World oil prices fall after US move

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The Independent US

World oil prices have tumbled after the US announced the release of 30 million barrels of oil from its emergency stockpile.

World oil prices have tumbled after the US announced the release of 30 million barrels of oil from its emergency stockpile.

Prices fell to $30.32 a barrel, after hitting a 10-year high of $37.80 a barrel just a week ago.

It is the first time the stockpile has been used for an emergency since the Gulf War in 1991.

The White House announcement came 24 hours after Democratic presidential candidate Al Gore urged the release of some oil, leading to Republican accusations that the move was politically motivated.

Under the plan, the 30 million barrels will be loaned to energy companies, which will sell the crude in the open market or refine it into petroleum products like heating oil.

The companies must promise to return the oil, plus more barrels, to restock the reserve next year when prices are lower.

The European Union also acted in response, with Commission President Romano Prodi discussing the issue of member states' strategic oil reserves with senior executives from a number of major oil companies.

The Commission will now draw up a paper on a "comprehensive" approach on policies in the energy sector to be discussed by finance ministers.

The Clinton administration said oil taken from reserves must be returned by November next year.

The Energy Department issued a formal solicitation for bids from energy companies to take the reserve oil. Bids are due by Friday.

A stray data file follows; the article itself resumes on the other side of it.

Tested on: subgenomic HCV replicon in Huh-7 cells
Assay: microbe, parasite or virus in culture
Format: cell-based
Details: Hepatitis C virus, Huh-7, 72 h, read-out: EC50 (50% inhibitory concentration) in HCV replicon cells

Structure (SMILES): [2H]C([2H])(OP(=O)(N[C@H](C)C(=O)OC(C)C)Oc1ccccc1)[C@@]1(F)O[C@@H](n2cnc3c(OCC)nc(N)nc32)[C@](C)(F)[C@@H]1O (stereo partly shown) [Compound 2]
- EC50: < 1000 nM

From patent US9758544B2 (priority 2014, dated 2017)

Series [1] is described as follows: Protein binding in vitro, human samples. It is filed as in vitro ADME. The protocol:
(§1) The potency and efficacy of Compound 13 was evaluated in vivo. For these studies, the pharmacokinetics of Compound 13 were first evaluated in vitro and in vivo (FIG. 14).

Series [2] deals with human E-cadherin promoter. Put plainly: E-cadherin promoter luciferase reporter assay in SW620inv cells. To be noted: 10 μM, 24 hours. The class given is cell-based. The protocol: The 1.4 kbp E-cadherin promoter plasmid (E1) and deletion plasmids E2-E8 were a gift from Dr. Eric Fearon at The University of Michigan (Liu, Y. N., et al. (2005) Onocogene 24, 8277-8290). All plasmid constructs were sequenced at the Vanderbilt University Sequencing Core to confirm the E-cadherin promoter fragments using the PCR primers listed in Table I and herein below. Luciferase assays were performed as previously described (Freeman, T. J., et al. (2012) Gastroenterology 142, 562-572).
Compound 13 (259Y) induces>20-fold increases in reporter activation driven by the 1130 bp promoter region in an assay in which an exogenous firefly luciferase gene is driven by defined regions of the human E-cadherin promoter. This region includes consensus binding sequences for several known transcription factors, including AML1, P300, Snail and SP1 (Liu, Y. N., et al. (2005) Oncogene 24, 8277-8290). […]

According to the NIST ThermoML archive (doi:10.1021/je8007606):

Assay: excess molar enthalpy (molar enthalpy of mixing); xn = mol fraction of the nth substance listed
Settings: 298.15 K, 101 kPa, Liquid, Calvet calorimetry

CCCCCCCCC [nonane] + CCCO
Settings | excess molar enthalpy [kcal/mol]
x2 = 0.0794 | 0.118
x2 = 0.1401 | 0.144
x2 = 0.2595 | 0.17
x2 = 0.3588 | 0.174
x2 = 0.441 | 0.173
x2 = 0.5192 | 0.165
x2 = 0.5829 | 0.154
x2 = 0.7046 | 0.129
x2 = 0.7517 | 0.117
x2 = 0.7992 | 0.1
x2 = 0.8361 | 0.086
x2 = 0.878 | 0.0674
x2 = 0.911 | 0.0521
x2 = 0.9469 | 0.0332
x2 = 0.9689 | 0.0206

After a week of analysing the offers, the winners will be announced on October 6.

While deliveries of the oil could start as early as Monday, October 9, the department expects to ship most of the oil during November.

Companies must promise to restock the stockpile with the borrowed crude, plus additional barrels of oil, between August and November 2001 when oil prices are expected to be lower.

The companies must state in their bids the amount of additional oil they would repay to the stockpile. The oil will likely be awarded to firms that agree to supply the most extra barrels, according to the Department.

Oil-consuming nations around the world breathed a sigh of relief at the drop in prices.

At the weekend meeting of the International Monetary Fund in Prague, some policymakers expressed concern that expensive oil could boost inflation and curb world economic growth in the United States, Japan and Europe.

The US action was expected to be discussed by OPEC ministers at a special meeting of the cartel in Caracas on Wednesday and Thursday. The session has been billed as a 40th anniversary celebration of the cartel.

Gore has again defended the release of oil reserves ahead of the November election, saying he would not go along with the "apologists" for big oil firms.

In an interview with NBC's "Today" show, Gore said the administration would not "sit around and do nothing" while consumers were being charged "outrageously high" oil prices.

Asked whether he was referring to his Republican opponent George W. Bush, Gore responded: "I'm not using any names, all I'm looking at is the proposals that have come from the oil companies. It's true that the big oil companies are supporting my opponent."

Bush's running mate, Dick Cheney, accused Gore of doing an about-face on energy policy "to score political points" with election day six weeks away.

Some oil industry analysts cautioned that even with the injection of new US oil supplies into the market, the world is still vulnerable to price spikes.

Geoff Pyne, an oil consultant with Britain's Standard Bank, warned: "If Iraq decides to play tricks, the world does not have enough spare capacity to avoid a short-term shock."

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